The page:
Allegheny County implements 2016 Criminal Justice Report Recommendations

Allegheny County implements 2016 Criminal Justice Report Recommendations

Author: Alanna Koll/Friday, September 15, 2017/Categories: Pittsburgh

Allegheny County Executive Rich Fitzgerald announced this week that the county will begin implementing the first two of seven recommendations from the Criminal Justice in the 21st Century: Improving Incarceration Policies and Practices in Allegheny County report 


The November 2016 report created by the University of Pittsburgh’s Institute of Politics made a series of recommendations designed to enhance both the fairness and the cost-effectiveness of the county’s criminal justice system while maintaining a commitment to public safety.  


Requested by Fitzgerald, the study reflects a concern that the dramatic escalation in incarceration rates over the past 25 years has been ineffective, very expensive, and often unfair.  


According to the report, over the past 20 years, the population of the Allegheny County Jail has increased by 70 percent even as crime rates have fallen, and nearly 42 percent of the county’s general fund budget is allocated to the criminal justice system. A key contributor to this rise in the county jail population is the large number of people being detained prior to trial through the setting of monetary bonds, which often keep low-risk defendants behind bars.  


Eighty-one percent of people the county jail system have not been convicted of the offense for which they are being held, compared to 62 percent nationally, and over 80 percent of those housed in Allegheny County Jail have not been convicted, or even charged, with a violent offense.  


The impact, the report shows, falls disproportionately on African Americans with the booking rate for black men in Allegheny County being nearly double the national average. Nationally, African-American males are six times more likely to be locked up than white males.  


The report proposed the appointment of a nine-member panel that would review progress in implementing its recommendations and suggest that information on the system be shared to improve fairness and effectiveness of the criminal justice system. The nine-member panel will be co-chaired by the Institute of Politics’ Chair Mark A. Nordenberg and Fredrick W. Theiman, the Henry Buhl Jr. Chair for Civic Leadership of the Buhl Foundation.  


“This study by the Institute of Politics is the kind of impactful work that Pitt is interested in facilitating in the hopes of improving this community for all of its residents,” said Nordenberg. “We are grateful that County Executive Fitzgerald is taking action on these first two recommendations, which will position us to more effectively pursue further progress.”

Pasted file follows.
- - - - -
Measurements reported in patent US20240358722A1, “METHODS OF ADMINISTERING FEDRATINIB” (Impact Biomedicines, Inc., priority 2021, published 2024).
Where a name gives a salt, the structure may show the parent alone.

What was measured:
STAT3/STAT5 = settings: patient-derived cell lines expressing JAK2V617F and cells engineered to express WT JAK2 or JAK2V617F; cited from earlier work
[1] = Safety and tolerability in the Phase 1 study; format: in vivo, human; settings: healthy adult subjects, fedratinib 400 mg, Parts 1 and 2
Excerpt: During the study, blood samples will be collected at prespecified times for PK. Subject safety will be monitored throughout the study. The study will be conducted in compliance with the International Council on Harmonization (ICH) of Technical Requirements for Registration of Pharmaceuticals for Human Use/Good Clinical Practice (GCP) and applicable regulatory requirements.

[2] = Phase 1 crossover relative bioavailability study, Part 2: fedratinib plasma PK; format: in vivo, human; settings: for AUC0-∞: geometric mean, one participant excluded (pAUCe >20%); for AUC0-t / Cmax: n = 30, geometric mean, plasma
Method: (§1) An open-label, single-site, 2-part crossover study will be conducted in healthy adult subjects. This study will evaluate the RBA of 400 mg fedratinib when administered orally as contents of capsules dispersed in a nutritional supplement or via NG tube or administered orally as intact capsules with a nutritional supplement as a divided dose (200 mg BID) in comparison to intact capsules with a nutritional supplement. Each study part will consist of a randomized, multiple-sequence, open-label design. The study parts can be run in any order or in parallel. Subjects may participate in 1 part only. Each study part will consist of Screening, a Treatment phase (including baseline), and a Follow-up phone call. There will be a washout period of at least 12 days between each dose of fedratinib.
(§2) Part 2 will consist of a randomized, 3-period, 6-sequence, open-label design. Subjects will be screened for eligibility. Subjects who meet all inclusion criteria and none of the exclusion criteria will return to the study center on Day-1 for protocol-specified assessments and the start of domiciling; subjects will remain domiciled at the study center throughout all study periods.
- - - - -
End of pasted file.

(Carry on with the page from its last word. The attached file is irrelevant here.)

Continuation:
Other recommendations made by the forty people who worked on the report include: Police, courts and prosecutors should work together to find the earliest possible opportunities to get nonviolent suspects out of custody and into treatment; prosecutors should guard against overcharging; public defenders should be available at preliminary arraignments, when initial decisions on incarceration or release are made; more police should be trained to handle mental health crises, to reduce arrests, and those officers who have the training should divert more people to an underutilized recovery center; Judges should carefully weigh the costs of lengthy probation terms; and the savings could be spent on more police, probation officers and programs to help people stay out of trouble.  


According to Fitzgerald, the nine-member panel and a contracted Criminal Justice System Coordinator will work alongside the County Manager William D. McKain to review progress on the report’s other recommendations and advance its guiding principles.  


Thanks to the work of the Criminal Justice Advisory Board and the advocates in our criminal justice system, we have made significant progress in improving our criminal justice system while balancing those efforts with the preservation of public safety,” said Fitzgerald. “We look forward to building upon those successes.”  


The task force will meet at the discretion of its co-chairs.  

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